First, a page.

Monday, December 20, 2010

Driving To and Walking Around Deming

First, the positive points about traveling the 350+ miles from Phoenix to Deming, NM.

It's early December and there are no problems due to winter weather conditions. We have usually stopped in Tucson, but not this time, so it was especially gratifying not to have to fight snow, ice, and strong winds during the relatively long drive.

The terrain is flat with only a few small hills. After driving the Grapevine and of the some of the moun-tainous areas of southern California, this was a welcome change. We could see mountains as we drove past them, rather than over them.

Once past Tucson, there is relatively little traffic. From our RV park north of Phoenix to Tucson there is traffic characteristic of major cities--and it moves faster than I do. After Tucson, there is a change.

I will never use the word "boring" to describe driving conditions. I am quite happy to be driving along interstate highways with little traffic and much less stress.

However, there were long sections of open highway during which we would focus on a mountain or hillside and drive for miles and miles with the same mountain or hillside still on the horizon with little apparent change in the distance to the landmark.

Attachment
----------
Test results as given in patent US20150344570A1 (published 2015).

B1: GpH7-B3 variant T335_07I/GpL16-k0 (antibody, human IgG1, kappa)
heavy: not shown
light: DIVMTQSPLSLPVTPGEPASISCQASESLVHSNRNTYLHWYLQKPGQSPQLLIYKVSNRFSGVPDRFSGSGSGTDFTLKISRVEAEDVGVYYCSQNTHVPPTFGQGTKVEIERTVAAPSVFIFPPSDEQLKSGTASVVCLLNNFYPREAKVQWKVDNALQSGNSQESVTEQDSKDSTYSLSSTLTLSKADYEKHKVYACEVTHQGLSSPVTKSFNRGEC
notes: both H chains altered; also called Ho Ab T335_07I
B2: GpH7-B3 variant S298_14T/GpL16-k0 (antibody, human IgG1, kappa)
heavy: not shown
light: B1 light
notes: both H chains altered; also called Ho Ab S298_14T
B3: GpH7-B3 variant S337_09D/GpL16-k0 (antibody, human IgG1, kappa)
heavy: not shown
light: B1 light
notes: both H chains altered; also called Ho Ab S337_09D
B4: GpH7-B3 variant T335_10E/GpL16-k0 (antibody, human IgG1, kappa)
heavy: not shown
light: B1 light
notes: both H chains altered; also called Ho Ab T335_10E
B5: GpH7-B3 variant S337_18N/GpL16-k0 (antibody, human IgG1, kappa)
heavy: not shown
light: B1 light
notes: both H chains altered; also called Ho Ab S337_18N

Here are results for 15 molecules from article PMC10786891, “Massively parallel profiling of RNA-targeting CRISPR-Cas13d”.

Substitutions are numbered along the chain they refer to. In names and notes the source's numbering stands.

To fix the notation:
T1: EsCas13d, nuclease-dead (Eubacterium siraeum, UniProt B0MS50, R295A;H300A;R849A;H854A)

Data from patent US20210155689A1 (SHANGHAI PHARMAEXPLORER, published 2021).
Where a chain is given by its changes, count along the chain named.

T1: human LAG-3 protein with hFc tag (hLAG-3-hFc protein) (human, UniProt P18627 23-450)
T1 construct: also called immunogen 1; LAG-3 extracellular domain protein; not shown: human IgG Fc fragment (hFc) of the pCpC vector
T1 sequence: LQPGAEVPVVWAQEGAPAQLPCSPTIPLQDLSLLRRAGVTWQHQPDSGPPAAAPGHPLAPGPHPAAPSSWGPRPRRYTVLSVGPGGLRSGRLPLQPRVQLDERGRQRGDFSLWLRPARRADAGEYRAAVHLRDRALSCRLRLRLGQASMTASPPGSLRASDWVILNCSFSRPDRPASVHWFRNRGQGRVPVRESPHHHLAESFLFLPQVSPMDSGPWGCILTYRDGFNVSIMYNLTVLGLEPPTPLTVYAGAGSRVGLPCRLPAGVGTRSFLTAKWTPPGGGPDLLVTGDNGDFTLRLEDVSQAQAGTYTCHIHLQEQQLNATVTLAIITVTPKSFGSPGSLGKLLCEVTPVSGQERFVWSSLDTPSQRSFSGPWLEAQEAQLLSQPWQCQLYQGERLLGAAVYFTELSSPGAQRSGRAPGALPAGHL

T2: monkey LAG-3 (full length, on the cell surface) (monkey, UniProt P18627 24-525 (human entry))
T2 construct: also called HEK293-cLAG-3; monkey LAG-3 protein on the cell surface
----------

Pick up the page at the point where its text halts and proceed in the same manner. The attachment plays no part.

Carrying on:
We have found beauty in a variety of landscapes, and this drive provided additional time to observe these examples of eastern Arizona and western New Mexico scenery.

Taking photographs from the interstate produces photos that often have a "softer" appearance. The yellow-beige grasses and the "purplish" mountains create a photo more like a painting.

Along this sparsely-populated stretch, we would consult our guides for truck stops to determine where to stop for fuel. But we were able to make it to Deming, NM without having to compete with truckers for fuel.

Deming is located in the Southwestern part of New Mexico, 33 miles North of the Mexico border and about 60 miles west of Las Cruces.

Deming was founded in 1881 and its first years were hard ones. It had such a bad reputation that some outlaws rounded up in Arizona were given one way tickets to Deming.

As a result, the jail just to the east of the Luna County Courthouse (left) may have gotten a lot of use. The 1910 Courthouse looked quite good after a century of use.

We took the Historic Walking Tour around the downtown area. The Customs House, built in 1889, was the home of Judge Seaman Field, U.S. Customs Officer.

Built in 1913 and opened as a restaurant, this building with its six boarded transom windows now houses the Tinaja Alta Trading Company.

The Deming Center for the Arts was rebuilt after a 1914 fire and is the home of the Deming Arts Council, which presents exhibits ranging from work by students to works done by well-known area artists.

One of Deming's important commercial structure from the 1829s to the 1950s, the J.A. Mahoney Building was completed in 1912.

Morgan Hall, built in 1908, was originally the City Hall and fire station. It was remodeled in 1938 and today serves as a community center with meeting rooms and stage productions.

One of the town's most important community meeting places, the Baker Hotel still looks like the place for anything important to be discussed.

(We are in Deming, but we'll return [photographically speaking] to Phoenix on Christmas Eve.)

No comments: